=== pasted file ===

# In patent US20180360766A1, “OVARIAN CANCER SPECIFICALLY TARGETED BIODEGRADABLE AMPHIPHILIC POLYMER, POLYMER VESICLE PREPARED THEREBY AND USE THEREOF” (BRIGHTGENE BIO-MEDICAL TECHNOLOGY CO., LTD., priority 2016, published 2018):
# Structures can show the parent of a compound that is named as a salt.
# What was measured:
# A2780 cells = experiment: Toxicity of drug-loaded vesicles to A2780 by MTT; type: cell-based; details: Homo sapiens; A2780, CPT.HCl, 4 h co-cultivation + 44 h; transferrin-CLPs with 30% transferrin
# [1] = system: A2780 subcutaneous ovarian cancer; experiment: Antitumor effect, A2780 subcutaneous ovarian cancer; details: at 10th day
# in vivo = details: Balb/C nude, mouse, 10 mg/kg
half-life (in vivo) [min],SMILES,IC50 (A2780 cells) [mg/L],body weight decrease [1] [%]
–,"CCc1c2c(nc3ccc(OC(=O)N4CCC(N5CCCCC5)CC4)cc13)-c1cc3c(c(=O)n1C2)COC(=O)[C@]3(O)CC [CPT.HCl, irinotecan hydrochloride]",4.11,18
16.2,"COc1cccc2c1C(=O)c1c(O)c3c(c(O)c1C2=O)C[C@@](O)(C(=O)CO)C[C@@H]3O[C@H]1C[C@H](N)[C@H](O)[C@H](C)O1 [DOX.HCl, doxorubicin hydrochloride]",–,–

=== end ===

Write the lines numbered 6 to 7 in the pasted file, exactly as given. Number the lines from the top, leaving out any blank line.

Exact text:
# in vivo = details: Balb/C nude, mouse, 10 mg/kg
half-life (in vivo) [min],SMILES,IC50 (A2780 cells) [mg/L],body weight decrease [1] [%]